MOST ARTISTIC COLLABORATION is ad hoc and short-lived. But what happens when it goes on for decades, and yet takes place within the most ephemeral of genres, live performance? This probably wasn’t the question a group of University of Exeter drama graduates set out to answer in 1984 when founding a company that was not quite traditional artists’ collective and not quite traditional theater group. They called themselves Forced Entertainment, and led by artistic director Tim Etchells, the group’s current members (Etchells, Robin Arthur, Richard Lowdon, Claire Marshall, Cathy Naden, and Terry

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  • History in the Making

    AS WITH HIS PREVIOUS SERIES, Twenty Looks or Paris Is Burning at the Judson Church, 2009–2013, Trajal Harrell’s new production, The Ghost of Montpellier Meets the Samurai, is explicitly concerned with speculative history. But this time around, instead of imagining a meeting between the Harlem voguing and Judson Dance Theater worlds, Harrell turns abroad, to a choreographic encounter between two enigmatic figures: Tatsumi Hijikata, a founder of Japanese butoh dance, and Dominique Bagouet, of France’s Nouvelle Danse movement.

    He also dreams up a midwife: Ellen Stewart, the inimitable force behind

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  • Present Tense

    THE WOMAN IS sitting on a couch in the museum. She is only sitting. She isn’t looking distractedly at a brochure, or taking a picture of art, or herself, or herself and art. She isn’t doing anything with her phone, even just holding it like a talisman, and in fact it appears that she doesn’t even have a phone. In a room full of chaotic, barely-there bodies, she simply and powerfully is.

    Soon enough she will not be sitting. She will, slowly and with a coiled, liquid purpose that seems to originate at a cellular level, flow into less conventional poses, coming up for air periodically to level her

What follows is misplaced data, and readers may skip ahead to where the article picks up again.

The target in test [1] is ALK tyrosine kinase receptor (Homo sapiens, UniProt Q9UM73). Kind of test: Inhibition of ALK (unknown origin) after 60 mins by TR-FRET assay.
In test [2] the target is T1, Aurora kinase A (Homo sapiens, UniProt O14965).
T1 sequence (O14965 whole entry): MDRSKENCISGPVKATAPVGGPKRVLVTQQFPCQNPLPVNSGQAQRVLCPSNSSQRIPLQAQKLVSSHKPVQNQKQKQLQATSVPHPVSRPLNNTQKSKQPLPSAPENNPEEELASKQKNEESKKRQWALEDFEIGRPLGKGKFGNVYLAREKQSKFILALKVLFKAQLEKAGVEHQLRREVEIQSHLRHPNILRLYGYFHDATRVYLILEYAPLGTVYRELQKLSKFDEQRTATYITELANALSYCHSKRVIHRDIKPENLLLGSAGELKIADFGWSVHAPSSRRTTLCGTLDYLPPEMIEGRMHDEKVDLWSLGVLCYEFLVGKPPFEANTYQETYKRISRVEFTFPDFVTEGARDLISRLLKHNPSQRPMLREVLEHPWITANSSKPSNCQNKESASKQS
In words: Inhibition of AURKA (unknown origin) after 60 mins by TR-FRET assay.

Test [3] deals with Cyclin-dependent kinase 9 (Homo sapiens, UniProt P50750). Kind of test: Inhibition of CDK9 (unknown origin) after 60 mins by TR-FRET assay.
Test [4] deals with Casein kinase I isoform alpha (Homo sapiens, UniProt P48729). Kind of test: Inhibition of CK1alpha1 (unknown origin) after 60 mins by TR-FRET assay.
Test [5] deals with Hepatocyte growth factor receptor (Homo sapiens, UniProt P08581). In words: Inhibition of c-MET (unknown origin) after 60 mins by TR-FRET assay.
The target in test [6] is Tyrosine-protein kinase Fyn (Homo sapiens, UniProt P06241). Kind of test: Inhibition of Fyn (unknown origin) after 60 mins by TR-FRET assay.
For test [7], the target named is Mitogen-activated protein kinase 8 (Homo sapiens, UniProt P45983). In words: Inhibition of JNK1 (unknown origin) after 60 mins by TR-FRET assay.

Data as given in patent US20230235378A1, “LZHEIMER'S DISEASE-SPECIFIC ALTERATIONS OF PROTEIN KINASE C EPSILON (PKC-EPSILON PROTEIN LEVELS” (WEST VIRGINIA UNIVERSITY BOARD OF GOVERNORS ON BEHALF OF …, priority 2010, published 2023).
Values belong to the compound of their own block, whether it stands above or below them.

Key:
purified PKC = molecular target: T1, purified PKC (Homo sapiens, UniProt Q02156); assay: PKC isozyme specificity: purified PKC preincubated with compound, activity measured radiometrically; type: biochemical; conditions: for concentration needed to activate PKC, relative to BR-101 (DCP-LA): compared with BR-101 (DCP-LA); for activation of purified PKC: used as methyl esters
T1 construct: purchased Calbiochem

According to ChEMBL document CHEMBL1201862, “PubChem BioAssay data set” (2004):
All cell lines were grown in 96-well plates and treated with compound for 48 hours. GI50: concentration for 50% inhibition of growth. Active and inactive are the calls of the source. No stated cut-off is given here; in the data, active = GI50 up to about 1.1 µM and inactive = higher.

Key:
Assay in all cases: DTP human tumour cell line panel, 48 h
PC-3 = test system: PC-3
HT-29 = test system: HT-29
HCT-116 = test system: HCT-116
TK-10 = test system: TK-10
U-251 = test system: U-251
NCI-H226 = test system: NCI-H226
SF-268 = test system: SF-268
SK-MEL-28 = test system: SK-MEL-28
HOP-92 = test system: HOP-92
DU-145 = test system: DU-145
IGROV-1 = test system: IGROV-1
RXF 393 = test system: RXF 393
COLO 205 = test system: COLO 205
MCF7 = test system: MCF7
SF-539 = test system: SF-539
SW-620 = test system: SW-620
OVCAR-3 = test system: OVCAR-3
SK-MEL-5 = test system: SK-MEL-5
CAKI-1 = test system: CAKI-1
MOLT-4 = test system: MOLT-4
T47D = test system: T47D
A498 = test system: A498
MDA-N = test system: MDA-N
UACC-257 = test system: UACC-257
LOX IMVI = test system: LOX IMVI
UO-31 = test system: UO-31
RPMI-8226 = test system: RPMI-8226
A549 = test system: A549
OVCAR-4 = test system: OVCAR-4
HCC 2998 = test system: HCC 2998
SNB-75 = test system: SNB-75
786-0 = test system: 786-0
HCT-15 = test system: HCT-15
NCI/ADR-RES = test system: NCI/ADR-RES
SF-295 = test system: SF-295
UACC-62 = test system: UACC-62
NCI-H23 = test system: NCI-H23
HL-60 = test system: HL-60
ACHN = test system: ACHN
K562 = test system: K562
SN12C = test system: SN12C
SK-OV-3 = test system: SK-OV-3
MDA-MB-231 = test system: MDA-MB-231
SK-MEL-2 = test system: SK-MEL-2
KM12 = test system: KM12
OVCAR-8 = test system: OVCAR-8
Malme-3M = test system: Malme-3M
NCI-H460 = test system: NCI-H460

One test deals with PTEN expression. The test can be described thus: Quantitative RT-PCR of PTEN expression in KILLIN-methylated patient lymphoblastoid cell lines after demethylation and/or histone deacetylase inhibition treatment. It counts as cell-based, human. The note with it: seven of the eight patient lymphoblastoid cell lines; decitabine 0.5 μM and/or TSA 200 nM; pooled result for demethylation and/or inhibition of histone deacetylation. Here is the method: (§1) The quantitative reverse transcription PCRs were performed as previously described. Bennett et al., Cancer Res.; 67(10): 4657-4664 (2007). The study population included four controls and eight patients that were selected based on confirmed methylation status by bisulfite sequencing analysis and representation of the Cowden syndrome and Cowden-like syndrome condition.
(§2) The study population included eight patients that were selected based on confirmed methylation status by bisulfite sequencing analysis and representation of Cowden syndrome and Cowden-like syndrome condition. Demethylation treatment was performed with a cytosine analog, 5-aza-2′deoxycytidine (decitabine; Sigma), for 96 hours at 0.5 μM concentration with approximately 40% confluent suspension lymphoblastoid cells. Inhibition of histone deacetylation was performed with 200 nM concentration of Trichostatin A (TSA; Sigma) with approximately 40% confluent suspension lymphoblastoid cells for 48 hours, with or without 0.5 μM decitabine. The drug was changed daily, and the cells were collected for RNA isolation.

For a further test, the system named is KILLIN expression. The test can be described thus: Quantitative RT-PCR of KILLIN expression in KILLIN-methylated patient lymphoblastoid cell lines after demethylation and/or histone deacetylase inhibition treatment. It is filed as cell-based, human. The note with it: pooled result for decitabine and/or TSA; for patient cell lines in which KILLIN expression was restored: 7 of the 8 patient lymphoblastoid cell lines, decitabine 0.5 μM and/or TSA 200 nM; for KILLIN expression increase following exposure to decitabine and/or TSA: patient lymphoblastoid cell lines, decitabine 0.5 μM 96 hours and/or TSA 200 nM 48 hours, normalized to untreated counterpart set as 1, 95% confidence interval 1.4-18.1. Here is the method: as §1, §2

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  • Syms’s City

    QUEEN LATIFAH looks at the camera, smiling with lips lined, hair pressed, blazer on. A headshot from her days starring as Khadijah James in the 1990s FOX sitcom Living Single, the image’s caption betrays an earlier, discarded title for the show: “My Girls.”

    To whom, in fact, do these girls belong? The artist Martine Syms calls photos like this—purchased on eBay and at flea markets—a type of “prosthetic memory,” a means of claiming a past that is not, conventionally speaking, your own. Speaking to an audience at The Broad in Los Angeles, Syms tells us that the term (from cultural historian Alison

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  • Proof of Life

    “ROSE IS A ROSE IS A ROSE IS A ROSE,” wrote Gertrude Stein, her most famous line dissolving the distinctions between a woman, a name, a word, a flower. Identity is, as the writer suggests, a slippery condition, and who we are rarely has much to do with how we’re called. In Erin Markey’s rousing and tender new musical A Ride on the Irish Cream, Irish Cream is a name is a pontoon boat is a horse is a lover, all borne in this production on the body of trans performer/writer Becca Blackwell, who is also Markey’s partner in life. One of the distinct pleasures of this joyful show is how it brings to

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  • Five Years

    But to impose is not

    To discover. To discover an order as of

    A season, to discover summer and know it,

    To discover winter and know it well, to find,

    Not to impose, not to have reasoned at all,

    Out of nothing to have come on major weather,

    It is possible, possible, possible. It must

    Be possible. It must be that in time

    The real will from its crude compoundings come

    LAST WEEK I had the great good fortune to secure a hard-to-come-by seat to I Understand Everything Better, a dance-theater work by David Neumann and his Advanced Beginner Group. Co-commissioned last year by Abrons Arts Center and the